I think we should go over this again
|Originally posted by Cor
If you look at a DS PCM chain from analogue to analogue it looks like this:
Analogue -> 1-bit ADC -> DS Stream -> Decimator -> PCM samples -> Interpolator -> DS Stream -> 1-bit DAC -> Analogue
I was talking about DAC's above, so an Interpolator was the correct beast. You shouldn't find a Decimator anywhere in a DSPCMDAC.
You are confusing terms here, a decimator
and an interpolator
are different from a differentiator
and an integrator
, I did not mention a decimator
, I said a differentiator
, A differentiator is not a decimator, A decimator is the inverse of an interpolator and neither is used to convert from PCM to SDM stream or vice –versa, their use is in oversampling and downsampling. Do not forget what I mentioned earlier SDM words are relative values(differential values) and PCM words are absolute values, so you cannot apply an interpolator in the manner that describe, the is how the block diagram should look
Analogue -> DSD ADC -> DSD Stream -> Integrator-> PCM stream -> Interpolator -> PCM Stream -> PCM DAC -> Analogue
Or to use a 1-bit for Digital to Analogue conversion you have
Analogue -> PCM ADC -> PCM Stream -> differentiator -> DSD stream -> Interpolator/oversampler -> DSD Stream -> DSD DAC -> Analogue
|In theory, 24-bit 96 KHz. PCM does actually contain more data than 1-bit 2.8224 MHz. DSD. PCM also losslessly compresses more. (Both DVD-A and SACD employ lossless compression algorithms) Hence, given the same raw capacities, you *should* be able to fit more music of a given quality onto a DVD-A. Of course, we're splitting hairs here. Most discs aren't close enough to being full for this to matter.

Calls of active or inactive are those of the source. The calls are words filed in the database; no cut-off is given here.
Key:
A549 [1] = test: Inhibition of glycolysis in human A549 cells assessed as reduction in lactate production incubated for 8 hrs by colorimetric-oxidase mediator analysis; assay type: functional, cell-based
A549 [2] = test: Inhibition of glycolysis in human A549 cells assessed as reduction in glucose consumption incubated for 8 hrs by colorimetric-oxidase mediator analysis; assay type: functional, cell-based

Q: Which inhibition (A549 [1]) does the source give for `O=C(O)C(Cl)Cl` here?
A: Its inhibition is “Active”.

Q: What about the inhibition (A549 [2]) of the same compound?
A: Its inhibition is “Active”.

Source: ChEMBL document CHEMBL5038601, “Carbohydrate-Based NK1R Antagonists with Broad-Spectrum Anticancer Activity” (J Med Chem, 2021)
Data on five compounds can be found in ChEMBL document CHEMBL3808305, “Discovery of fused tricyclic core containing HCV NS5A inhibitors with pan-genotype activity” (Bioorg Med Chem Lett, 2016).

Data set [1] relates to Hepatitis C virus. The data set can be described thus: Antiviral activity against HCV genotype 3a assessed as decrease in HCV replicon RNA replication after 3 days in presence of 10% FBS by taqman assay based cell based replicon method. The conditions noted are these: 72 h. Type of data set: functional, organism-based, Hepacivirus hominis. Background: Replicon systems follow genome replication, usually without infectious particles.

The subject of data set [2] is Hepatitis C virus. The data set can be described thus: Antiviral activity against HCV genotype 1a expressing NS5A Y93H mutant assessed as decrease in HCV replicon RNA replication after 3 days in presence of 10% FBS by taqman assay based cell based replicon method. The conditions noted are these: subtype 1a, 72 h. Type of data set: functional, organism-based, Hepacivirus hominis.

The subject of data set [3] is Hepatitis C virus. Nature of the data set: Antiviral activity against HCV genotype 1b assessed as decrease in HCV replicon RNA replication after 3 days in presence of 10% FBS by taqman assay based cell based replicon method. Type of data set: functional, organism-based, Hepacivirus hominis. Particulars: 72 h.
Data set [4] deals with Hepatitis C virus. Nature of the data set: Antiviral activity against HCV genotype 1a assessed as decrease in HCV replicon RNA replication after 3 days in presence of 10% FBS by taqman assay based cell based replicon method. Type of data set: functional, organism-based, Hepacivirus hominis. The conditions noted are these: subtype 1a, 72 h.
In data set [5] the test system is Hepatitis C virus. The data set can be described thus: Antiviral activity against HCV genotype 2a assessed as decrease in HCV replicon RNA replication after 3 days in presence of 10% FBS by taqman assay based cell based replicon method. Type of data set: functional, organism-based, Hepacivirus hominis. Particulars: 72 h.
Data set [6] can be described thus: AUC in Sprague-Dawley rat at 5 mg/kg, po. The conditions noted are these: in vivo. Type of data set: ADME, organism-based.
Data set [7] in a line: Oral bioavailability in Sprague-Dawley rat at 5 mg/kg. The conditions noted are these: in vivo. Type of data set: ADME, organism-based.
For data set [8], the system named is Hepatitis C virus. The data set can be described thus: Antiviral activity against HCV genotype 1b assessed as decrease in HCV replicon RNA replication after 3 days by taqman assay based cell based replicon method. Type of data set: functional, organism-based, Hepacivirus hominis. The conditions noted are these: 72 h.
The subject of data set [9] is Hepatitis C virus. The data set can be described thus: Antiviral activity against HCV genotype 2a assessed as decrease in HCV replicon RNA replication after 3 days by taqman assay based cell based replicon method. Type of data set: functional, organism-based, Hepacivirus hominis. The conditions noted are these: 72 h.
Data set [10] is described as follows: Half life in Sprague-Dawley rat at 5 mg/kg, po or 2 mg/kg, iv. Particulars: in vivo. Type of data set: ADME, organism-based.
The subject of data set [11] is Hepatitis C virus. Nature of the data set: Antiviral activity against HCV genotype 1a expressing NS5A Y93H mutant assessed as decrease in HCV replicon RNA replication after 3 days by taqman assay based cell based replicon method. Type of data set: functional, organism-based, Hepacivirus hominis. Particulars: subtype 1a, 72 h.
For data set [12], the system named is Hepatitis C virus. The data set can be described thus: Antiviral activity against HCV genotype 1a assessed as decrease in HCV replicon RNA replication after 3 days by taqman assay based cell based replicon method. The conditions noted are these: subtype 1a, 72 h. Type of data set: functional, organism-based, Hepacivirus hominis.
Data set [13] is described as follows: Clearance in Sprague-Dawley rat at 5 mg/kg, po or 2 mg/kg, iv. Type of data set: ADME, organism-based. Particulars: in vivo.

If you think in terms of the previous paragraph that is DSD relative values and PCM absolute values, your logic here breaks down completely. And lastly even the most ardent proponents of PCM acknowledge that 1-bit SACD is superior to 24-bit 96 KHz PCM, the point of dispute is actually 24-bit 192 KHz. The actual issue that you should be thinking here is how much playing time can you achieve for a given amount of data.
DVD-A's can be authored in 96/24, 192/24, and several other bit-depth/sample-rates. You could author a DVD-A in 16-bit 44.1 Khz if you really wanted to. With SACD's you have one option: 2.8224 MHz DSD. My point is that while DVD-A at it's best competes well with SACD, it is possible to author DVD-A's that are grossly inferior just by choosing a low bit-depth/sample-rate. Yes, it's a damned silly thing to do, but never underestimate peoples' capacity for stupidity.
Your logic is here is faulty, think of the joys of oversampling that mean you can author any of the PCM bit depths that you have mentioned to DSD. In fact this is where some of the misconceptions about SACD lie since a lot of folk are oversampling low bit depths PCM encoded material to DSD and publishing SACDs and some of these SACDs give DSD a bad name. Secondly I hope you are not unaware of the fact that professional DSD is now 8-bits as opposed to 1-bit. Lastly there is nothing stopping anyone from actually recording in 5.6 MHz SDM if they so desire, as I said earlier as long as your final SACD is 1-bit 2.8 MHz all is well. Personally I fail to see how being able to author to low bit depth and sample rate confers any benefit to DVDA, it is more like an albatross. The flexibility that you expouse here makes it easier to get it very wrong.
|Originally posted by Joe Bloggs
5.1 DVD-A is restricted to 24/96 because that's the limit specified in the DVD-A spec, and that's the only reason. Even if DVD-A were actually more inefficient at coding the format could have specified a higher reading speed for the DVD drive to pick up the data fast enough for 5.1 at 24/192.
Thanks Joe, I know that the 24/96 MCH restriction is specified by the DVD-A spec but the reason for the restriction is because the current DVD specification cannot support 24/192 data throughput for MCH. Your second point is mute though, if you had a higher reading speed, SACDs will not be stuck at 2.8MHz, they will be running at least 5.6MHz and the issues of ultrasonic noise and equivalent bit-depth pushed by the DVDA camp will be muted.
PS:let me state, I made a factual error in my last post, instead of differentiator I ought to have said integrator.
EDITED: Additional information.